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> Bohr and quantum’s atomic model Issue: 2012-3 Section: 14-16



Bohr’s atomic model was introduced in 1913 by Niels Bohr. Bohr atom is a planetary model, where the electrons are in stationary circular orbits and the electrons orbit the nucleus at set distances, and it is based on laws of Plank and Einstein’s photoelectric effect.

The Bohr’s atomic model was an expansion on the Rutherford model. Bohr’s atomic model overcame the several flaws of Rutherford model. Rutherford’s atomic model leaves many questions, because Rutherford’s electrons lose energy, collapsing on the atom itself; also, Rutherford’s atomic model was not compatible with Maxwell’s laws. The Bohr’s atomic model is important because it describes most of the accepted features of atomic theory and explains the Rydberg formula. Also (characters) the Bohr model shows that the electrons are in orbits of differing energy around the nucleus. For Bohr(characters), the energy of an electron is quantized, that is, there is nothing between an orbit and another. The level of energy that normally occupies an electron is called the ground state. When an electron changes orbit it makes a quantum leaps. The difference between the two orbits (ground state and electron’s excited state) is emitted by the atom with photons. The Bohr’s atomic model shows that each electron has a set energy. From the electron’s excited state, the electron can return at its ground state. Bohr discovered also that the closer an electron is to the nucleus, the less energy needs; conversely, the further an electron is from the nucleus, the more energy it needs. He also discovered that each energy level may contain varying quantities of electrons. Even if it contains some errors, the Bohr model is very important. The energy of the orbit is related to its size. Bohr used Planck's constant and obtained a formula for the energy levels of the hydrogen atom. Bohr postulated that the angular momentum of the electron is quantized.


Planck’s laws and photoelectric effect

For Bohr the light is a electromagnetic radiation of a particular nature. Planck thought that the light was formed by packets of energy, called quanta; each quantum has a respective frequency. Planck's law was formulated to explain the radiation emitted by a blackbody. For a blackbody that does not exceed the hundreds of degrees, many of the radiation emitted are in the infrared part of the electromagnetic spectrum. At higher temperatures, a part of the radiation is radiated as visible light. The value of Planck’s constant 6.62606957 × 10−34 joule∙second, with a standard uncertainty of 0.00000029 × 10−34 joule∙second. Einstein, for explain the photoelectric effect, said that the light was formed by packets of energy, called photon. A bright light emits many photons. Einstein’s photoelectric effect is based on experiments conducted on a metal foil bombarded with electromagnetic energy, where electrons may be expelled only if they have the same frequency of the energy administered. Bohr takes an atom of hydrogen and administered energy, and the atom, overcome the maximum threshold, changed orbit (1 to 2, 2 to 3…). Bohr discovered 7 orbit in the hydrogen atom. This phenomenon is corresponded with the studies by Balmer. Balmer discovered which the spectrum was formed from various wavelengths, and all the wavelengths had got various frequencies.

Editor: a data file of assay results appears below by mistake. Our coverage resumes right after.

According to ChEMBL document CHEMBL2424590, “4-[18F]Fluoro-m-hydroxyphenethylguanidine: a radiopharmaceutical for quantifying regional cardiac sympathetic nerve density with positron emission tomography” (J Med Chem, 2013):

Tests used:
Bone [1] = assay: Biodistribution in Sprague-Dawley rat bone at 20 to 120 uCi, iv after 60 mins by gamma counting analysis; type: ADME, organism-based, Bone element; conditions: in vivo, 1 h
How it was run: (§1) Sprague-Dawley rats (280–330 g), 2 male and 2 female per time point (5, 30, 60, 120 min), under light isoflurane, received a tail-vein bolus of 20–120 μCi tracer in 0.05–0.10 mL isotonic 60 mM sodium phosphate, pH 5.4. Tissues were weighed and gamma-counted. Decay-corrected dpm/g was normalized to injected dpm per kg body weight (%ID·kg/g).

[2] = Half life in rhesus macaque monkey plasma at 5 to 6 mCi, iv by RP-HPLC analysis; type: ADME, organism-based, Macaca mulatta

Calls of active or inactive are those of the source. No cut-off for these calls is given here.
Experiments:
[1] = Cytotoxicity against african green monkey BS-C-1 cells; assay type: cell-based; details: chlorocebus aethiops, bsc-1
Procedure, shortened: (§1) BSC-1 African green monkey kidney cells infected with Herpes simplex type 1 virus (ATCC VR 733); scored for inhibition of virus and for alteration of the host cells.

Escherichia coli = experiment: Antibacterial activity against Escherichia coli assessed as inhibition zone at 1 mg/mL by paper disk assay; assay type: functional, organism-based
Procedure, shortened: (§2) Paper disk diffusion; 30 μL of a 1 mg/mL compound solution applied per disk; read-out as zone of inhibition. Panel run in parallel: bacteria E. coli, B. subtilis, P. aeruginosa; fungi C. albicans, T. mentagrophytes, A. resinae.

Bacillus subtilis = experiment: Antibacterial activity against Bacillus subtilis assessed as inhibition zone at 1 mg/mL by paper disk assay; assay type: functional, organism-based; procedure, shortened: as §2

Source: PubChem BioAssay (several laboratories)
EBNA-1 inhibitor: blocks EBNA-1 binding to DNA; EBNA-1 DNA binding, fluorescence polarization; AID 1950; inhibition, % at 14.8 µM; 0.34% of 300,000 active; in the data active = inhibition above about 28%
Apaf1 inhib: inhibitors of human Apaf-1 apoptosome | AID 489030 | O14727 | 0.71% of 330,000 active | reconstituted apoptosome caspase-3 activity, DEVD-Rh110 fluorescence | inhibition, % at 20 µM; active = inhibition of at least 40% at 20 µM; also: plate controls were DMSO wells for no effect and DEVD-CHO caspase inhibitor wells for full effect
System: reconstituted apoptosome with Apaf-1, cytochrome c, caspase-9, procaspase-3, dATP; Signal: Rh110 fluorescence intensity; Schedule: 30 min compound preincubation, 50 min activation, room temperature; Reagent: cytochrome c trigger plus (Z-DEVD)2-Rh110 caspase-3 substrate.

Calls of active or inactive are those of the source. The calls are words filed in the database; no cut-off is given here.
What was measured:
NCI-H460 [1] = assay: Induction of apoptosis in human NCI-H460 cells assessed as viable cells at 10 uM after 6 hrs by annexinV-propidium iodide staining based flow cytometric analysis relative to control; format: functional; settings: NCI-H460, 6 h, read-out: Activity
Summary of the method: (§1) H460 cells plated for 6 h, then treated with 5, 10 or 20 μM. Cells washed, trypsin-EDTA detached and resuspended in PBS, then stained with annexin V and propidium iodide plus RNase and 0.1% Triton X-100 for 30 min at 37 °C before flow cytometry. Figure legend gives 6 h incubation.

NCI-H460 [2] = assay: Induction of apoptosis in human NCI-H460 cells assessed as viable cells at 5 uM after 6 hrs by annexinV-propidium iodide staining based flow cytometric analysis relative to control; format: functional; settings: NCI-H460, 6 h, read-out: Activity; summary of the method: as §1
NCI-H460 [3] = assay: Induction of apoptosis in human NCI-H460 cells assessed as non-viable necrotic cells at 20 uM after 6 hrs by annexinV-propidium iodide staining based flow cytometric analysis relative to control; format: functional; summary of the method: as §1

Emission Spectrum

The energy released by electrons occupies the portion of the electromagnetic spectrum that we detect as visible light. Small variations are seen as light of different colors. All colors of the visible spectrum are visible when the white light is diffracted with a prism. But, when the light emitted by a hydrogen atom is fragmented, not all colors are visible. As Bohr thought that the electrons are in different energy levels, he found seven energy levels of the hydrogen atom.